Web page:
Television Interview with Natalie Barr – Sunrise – Friday 7 July 2023






SUBJECTS: Robodebt Royal Commission report; Donald Trump Jr visa. 

NATALIE BARR: The long‑awaited Robodebt Royal Commission report will be released today with adverse findings expected to be delivered against up to 20 people. That could include former PM Scott Morrison, and former ministers, Stuart Robert, Alan Tudge, and Christian Porter, as well as some senior bureaucrats who were involved in the automated scheme. In the time it operated, the scheme illegally raised welfare debts against more than half a million Australians.

Let’s bring in Education Minister Jason Clare, and Nationals’ Senator, Bridget McKenzie. Good morning to both of you. Bridget, if adverse findings are made against current and former Coalition MPs including a former Prime Minister, how should they be dealt with?

BRIDGET MCKENZIE: Great to be with you, Nat. Obviously the Royal Commission’s being handed to the Governor‑General later on this morning, and we’ll wait to see what those findings are before commenting in detail, but I’m sure Jason will agree, as a former Cabinet Minister, and himself now as a Cabinet Minister, our first assumption of proposals being brought to Cabinet would be that they’re legal under Australian law, and that we need our public servants to be frank and fearless in giving us advice as ministers, so that we can make the very best decisions on behalf of the Australian people.

BARR: Yeah, because this was mathematically flawed, it was ruled unlawful; there were half a million victims. People took their own lives over this. Bridget, you must have some kind of view on what should happen. It’s pretty obvious that people did the wrong thing here. 

MCKENZIE: Well, Nat, in my experience it doesn’t pay for politicians to comment on legal proceedings, Integrity Commissions, or indeed Royal Commission findings until we actually see the outcomes. This was a comprehensive Royal Commission. We heard from former prime ministers, former ministers, senior public servants, and indeed the broader public on this particular issue, and I think the findings are going to be very fulsome and give us some, I hope, ways to ensure that this can’t happen again.

BARR: Jason, what do you expect out of the Robodebt Royal Commission report?

JASON CLARE, MINISTER FOR EDUCATION: Nat, there’s a report in the papers today about a mum named Jennifer Miller, and her son, Rhys who committed suicide a couple of years ago. He was being chased for an $18,000 debt that he didn’t owe. I’m thinking about her, and I’m thinking about families like that today, before we even get to what the report says.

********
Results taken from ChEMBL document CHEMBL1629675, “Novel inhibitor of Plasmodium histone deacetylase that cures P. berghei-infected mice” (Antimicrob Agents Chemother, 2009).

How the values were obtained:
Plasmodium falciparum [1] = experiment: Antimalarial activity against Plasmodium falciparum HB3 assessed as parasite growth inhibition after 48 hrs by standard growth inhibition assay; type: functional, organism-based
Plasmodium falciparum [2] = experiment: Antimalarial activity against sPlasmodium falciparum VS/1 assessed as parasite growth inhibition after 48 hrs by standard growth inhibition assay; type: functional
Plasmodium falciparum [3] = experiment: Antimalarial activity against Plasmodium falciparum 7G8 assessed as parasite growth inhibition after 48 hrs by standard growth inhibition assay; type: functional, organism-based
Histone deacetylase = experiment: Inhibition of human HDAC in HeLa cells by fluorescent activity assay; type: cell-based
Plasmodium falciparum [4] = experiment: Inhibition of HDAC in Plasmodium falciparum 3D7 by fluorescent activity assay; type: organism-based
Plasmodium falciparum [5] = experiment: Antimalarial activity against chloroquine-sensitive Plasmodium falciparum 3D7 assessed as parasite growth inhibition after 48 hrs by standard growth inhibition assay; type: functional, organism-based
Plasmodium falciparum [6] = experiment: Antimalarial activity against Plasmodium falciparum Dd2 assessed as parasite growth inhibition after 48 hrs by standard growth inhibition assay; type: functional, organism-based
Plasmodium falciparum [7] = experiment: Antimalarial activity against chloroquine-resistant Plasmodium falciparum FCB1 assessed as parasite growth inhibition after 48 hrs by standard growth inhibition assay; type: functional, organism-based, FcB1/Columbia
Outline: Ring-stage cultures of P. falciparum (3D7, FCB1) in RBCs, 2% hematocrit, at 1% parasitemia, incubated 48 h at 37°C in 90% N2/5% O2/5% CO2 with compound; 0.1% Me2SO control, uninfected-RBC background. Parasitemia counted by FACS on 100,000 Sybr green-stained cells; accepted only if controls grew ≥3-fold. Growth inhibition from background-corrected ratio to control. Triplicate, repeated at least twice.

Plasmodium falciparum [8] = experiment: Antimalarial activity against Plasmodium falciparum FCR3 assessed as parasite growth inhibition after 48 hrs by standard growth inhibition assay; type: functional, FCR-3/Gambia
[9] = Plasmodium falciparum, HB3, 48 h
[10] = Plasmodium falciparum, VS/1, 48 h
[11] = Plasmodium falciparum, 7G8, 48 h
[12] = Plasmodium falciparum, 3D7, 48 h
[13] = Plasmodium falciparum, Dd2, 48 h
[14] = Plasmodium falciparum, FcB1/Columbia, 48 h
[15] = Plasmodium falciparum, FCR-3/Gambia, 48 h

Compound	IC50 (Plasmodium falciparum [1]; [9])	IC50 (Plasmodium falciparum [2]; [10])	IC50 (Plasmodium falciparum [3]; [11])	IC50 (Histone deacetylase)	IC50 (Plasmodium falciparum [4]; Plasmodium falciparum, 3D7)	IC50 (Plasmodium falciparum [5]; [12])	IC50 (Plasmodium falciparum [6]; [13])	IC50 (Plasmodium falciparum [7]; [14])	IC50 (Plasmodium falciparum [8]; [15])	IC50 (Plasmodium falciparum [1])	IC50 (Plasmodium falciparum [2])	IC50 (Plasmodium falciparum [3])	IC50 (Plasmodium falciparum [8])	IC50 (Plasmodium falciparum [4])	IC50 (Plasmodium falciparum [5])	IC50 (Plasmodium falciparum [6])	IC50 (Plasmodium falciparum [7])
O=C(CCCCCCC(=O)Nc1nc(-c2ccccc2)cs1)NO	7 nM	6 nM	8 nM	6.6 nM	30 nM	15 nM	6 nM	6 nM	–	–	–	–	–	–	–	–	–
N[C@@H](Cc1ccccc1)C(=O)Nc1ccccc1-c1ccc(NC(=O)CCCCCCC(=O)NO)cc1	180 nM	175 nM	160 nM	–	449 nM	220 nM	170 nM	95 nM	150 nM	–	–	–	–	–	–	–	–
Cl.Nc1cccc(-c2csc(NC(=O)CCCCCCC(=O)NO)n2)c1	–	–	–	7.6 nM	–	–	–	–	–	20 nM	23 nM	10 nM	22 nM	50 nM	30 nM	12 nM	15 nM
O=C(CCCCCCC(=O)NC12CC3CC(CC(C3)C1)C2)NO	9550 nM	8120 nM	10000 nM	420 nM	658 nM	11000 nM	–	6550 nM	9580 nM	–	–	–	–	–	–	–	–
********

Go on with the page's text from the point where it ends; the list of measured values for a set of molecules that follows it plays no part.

There are a number of people who committed suicide, others who tried to take their own life, ended up in hospital, and they’re still on medication today. They’re the real‑life human consequences of what happened here. We’ll get the report in a couple of hours, and that will set out who did the wrong thing, but in all of that, let’s not forget the real‑life human tragedy here, and people like Jennifer Miller, who are still dealing with the loss of their son.

BARR: Exactly. And we’ll wait for that report as it comes out today. Moving on, the Home Affairs Minister has been forced to delete a tweet in which she attacked the son of former US President, Donald Trump. Clare O’Neil labelled Donald Trump Junior a “sore loser”, and a quote – “big baby who isn’t very popular” – unquote, after he postponed his speaking tour of Australia. 

Tour organisers claim Trump postponed his trip due to visa delays, which the government rejects. Jason, were those tweet by the Minister acceptable?

CLARE: Clare’s deleted the tweets. I think that’s the right thing to do. We don’t always get it right, and I think Clare’s recognised that, and that’s why she’s deleted the tweet. 

BARR: Should she apologise, Jason? 

CLARE: I don’t know if it’s about an apology. You know, we’ve all tweeted things that we might regret in the past, but rather than standing on your haunches and say, you know, “I did the right thing,” if you think, “Oh, probably shouldn’t have said that” – delete it. That’s the right thing to do. 

BARR: Bridget, was this a woke tweet?

MCKENZIE: Look, Nat, America is our most important ally. I think the Minister for Home Affairs needs to realise she’s the Minister of the Crown now, not running for student politics, and name‑calling senior people, potentially could be, you know, a future President’s son, name‑calling them in this sort of adolescent, juvenile way, does require apology. We have a serious relationship with the United States, and I found that quite juvenile. I don’t think deleting it is enough. She’s the Minister for Home Affairs now, not running for student politics. 

BARR: Jason, it sounds like she was called in to line by Penny Wong’s office, and others. Do you think she now should apologise? 

CLARE: I don’t know about that. I was in a meeting for four hours with Education Ministers yesterday and heard about this afterwards. But when I saw it, I thought, look, it’s the right thing to do to delete it, and that’s what’s happened.

BARR: Thank you very much, we’ll see you next week.




Media Contact: Nick Trainor 02 6277 7350